In our view the defendant has no cause whatsoever to complain that he was not brought before the District Court on the warrant of April 24, or that he was not tried until the first term following the indictment. We find no delay by the State in the course of the prosecution. Surely the State could not have been expected to have sought an indictment at the May 1965 Term when the Federal case was not yet disposed of. The defendant lost nothing by not being arrested by the State on the warrant, or in the relatively short delay from indictment in October until trial at the February Term.
"An officer making an arrest under a warrant issued upon complaint shall take the arrested person without unnecessary delay before a magistrate as commanded in the warrant;" Rule 5(a) M.R.Crim.P. The Rule, effective December 1, 1965, states a principle long familiar to all. In the case at bar the record does not establish that the defendant at any time was arrested under the warrant. Cases relating to the period between arrest and production of the accused before a magistrate cited by the defendant are therefore not applicable. See for example, Mallory v. United States, 354 U.S. 449, 77 S. Ct. 1356, 1 L. Ed. 2d 1479 (1957), confession"without unnecessary delay"; Escobedo v. State of Illinois, 378 U.S. 478, 84 S. Ct. 1758 12 L. Ed. 2d 1020 (1964), (denial assistance of counsel); Miranda v. State of Arizona, 384 U.S. 436, 86 S. Ct. 1602 16 L. Ed. 2d 694 (1966), (necessity of warning).
The motion to dismiss the indictments was properly denied. The defendant takes nothing from his first three points of appeal.
Fourth: The claim of error in the admission of the evidence of witnesses Manter and Gray remains for consideration. Before trial the defendant moved to suppress their evidence, and then went to trial with the agreement of the State and Court that their evidence should be admitted de bene. The Justice denied the motion to strike the evidence from the record.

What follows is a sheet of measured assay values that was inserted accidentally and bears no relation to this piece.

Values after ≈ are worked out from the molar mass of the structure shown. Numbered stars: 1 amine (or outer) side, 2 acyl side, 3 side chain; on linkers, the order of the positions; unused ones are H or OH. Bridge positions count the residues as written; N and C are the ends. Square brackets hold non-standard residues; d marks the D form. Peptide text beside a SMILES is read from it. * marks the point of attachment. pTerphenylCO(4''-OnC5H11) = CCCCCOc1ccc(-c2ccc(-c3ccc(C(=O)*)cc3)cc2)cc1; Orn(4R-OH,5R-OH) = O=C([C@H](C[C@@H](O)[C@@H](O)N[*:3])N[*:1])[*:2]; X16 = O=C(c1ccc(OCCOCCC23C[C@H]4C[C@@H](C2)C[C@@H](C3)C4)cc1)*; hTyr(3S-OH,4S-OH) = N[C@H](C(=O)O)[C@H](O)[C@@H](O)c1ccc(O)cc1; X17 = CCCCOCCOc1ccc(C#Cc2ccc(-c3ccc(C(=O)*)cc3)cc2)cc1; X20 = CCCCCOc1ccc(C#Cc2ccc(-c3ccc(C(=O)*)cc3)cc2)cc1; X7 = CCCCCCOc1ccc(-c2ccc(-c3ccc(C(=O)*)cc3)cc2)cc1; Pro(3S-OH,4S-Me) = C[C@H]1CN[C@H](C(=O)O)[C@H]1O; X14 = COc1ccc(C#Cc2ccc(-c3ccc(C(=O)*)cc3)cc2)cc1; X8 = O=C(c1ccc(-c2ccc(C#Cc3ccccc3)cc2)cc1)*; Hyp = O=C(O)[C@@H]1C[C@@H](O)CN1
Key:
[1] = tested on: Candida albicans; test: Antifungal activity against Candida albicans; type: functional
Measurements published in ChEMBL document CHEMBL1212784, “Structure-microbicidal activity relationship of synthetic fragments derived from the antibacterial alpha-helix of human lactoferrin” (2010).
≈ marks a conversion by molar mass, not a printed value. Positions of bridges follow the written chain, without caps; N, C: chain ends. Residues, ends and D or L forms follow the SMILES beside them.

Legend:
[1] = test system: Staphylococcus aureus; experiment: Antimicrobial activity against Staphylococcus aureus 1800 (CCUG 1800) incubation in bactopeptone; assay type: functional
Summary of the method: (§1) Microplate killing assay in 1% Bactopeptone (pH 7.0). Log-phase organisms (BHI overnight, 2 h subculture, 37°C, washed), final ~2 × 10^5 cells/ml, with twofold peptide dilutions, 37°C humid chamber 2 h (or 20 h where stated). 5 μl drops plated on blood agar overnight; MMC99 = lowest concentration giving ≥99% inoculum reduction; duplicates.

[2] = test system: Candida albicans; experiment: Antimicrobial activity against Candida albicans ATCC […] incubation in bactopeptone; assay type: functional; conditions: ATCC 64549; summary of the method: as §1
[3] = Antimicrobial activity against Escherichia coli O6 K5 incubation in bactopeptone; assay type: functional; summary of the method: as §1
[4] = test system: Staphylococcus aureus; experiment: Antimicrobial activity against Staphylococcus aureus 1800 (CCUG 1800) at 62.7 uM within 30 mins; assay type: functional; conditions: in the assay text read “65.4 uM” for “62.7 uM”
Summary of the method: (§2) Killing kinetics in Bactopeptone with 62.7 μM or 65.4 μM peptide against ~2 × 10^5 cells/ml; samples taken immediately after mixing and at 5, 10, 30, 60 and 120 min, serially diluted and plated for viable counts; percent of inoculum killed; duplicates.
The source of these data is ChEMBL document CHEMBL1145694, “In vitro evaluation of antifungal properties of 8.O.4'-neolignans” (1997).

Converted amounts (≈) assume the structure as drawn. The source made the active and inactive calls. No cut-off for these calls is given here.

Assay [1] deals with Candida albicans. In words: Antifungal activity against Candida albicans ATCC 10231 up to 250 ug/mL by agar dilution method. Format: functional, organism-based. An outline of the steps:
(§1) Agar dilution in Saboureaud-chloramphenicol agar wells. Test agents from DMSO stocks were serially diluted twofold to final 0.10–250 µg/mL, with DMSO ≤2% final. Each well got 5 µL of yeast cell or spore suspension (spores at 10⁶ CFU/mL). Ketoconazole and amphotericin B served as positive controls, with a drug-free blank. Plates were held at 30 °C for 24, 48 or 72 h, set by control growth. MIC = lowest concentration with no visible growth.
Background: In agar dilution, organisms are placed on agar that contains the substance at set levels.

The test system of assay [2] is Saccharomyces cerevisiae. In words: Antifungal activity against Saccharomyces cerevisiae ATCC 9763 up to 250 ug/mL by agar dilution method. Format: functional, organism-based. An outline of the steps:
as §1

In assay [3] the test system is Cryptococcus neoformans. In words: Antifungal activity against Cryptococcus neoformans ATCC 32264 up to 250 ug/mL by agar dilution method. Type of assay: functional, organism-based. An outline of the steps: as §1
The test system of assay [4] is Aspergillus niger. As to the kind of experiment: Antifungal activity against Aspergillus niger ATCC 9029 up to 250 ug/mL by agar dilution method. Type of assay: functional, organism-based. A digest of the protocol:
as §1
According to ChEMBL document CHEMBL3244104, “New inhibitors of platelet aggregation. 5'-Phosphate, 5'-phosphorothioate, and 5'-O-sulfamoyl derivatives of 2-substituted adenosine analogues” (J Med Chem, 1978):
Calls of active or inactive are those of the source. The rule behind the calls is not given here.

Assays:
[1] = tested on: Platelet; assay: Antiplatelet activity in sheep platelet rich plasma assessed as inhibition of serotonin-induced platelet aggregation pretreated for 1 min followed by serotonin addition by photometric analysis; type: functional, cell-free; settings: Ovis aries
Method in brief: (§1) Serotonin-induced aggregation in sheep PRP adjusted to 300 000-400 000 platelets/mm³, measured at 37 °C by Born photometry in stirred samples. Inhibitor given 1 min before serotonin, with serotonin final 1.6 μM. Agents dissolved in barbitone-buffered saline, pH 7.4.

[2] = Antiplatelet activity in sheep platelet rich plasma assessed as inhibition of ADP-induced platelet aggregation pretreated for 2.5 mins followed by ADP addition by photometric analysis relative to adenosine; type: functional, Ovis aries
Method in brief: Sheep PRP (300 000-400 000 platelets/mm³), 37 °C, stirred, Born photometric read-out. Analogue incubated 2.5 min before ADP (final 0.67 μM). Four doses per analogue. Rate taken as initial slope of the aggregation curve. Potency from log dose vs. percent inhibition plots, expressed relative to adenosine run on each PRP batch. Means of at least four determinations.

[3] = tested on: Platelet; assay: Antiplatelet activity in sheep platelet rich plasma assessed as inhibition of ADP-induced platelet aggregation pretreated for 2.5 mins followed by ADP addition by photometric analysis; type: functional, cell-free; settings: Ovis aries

The motions, the one to suppress and the other to strike, raised identical issues. Both motions were designed to keep the evidence from consideration by the fact finder.
The defendant contends that he was forced in the Federal Court to disclose information incriminating him in the State case. The State, the argument runs, used the "fruit of the poisonous tree." thus violating the constitutional rights of the defendant.
The defendant, represented by counsel, pleaded guilty before the United States District Court Judge and appeared before him for sentence. The Judge sought disclosure of the location of $6,500 of the monies admittedly stolen by the defendant from the bank. On refusal of the defendant to give the information, the Judge made it plain to the defendant and his counsel that without such disclosure the sentence he had under consideration would be reconsidered.
The defendant with his counsel withdrew and shortly gave the desired information to the Court, naming Manter and Gray. Their names were then passed by Federal authorities to the State authorities.
The Justice in the State case found that the defendant in making the disclosure *752 acted on advice of counsel and therefore by inference waived the Fifth Amendment with reference to a possible State prosecution. We are not satisfied that the record benefits the State to this extent. In our view the compulsion to disclose was not removed or softened by advice of counsel, whatever it may have been. The inducement to disclose remained alive. In short, the defendant did not waive any right under the Fifth Amendment to refuse to answer the questions put by the Federal Judge at the time of sentencing on the ground of self-incrimination in a State Court prosecution.